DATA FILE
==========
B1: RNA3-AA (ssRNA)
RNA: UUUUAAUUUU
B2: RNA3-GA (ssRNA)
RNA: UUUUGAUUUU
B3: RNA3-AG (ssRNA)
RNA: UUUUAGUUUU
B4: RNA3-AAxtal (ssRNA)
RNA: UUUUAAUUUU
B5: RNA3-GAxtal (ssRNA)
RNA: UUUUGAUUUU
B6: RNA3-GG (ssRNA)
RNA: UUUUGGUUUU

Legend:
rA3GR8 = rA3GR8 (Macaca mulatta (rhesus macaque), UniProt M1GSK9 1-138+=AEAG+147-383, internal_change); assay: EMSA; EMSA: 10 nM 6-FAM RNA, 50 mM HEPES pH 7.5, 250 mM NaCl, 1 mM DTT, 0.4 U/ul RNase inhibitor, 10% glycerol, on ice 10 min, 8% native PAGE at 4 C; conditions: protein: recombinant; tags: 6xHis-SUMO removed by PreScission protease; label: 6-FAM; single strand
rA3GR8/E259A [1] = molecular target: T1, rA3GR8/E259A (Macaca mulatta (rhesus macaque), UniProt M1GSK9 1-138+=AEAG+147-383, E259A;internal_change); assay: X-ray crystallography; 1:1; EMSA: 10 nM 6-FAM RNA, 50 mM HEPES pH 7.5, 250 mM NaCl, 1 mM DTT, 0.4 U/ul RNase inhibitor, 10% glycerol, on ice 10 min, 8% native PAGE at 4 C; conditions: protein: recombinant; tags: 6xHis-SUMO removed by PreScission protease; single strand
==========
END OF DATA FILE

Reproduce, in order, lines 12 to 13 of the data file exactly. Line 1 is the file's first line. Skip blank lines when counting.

RNA: UUUUGGUUUU

Legend: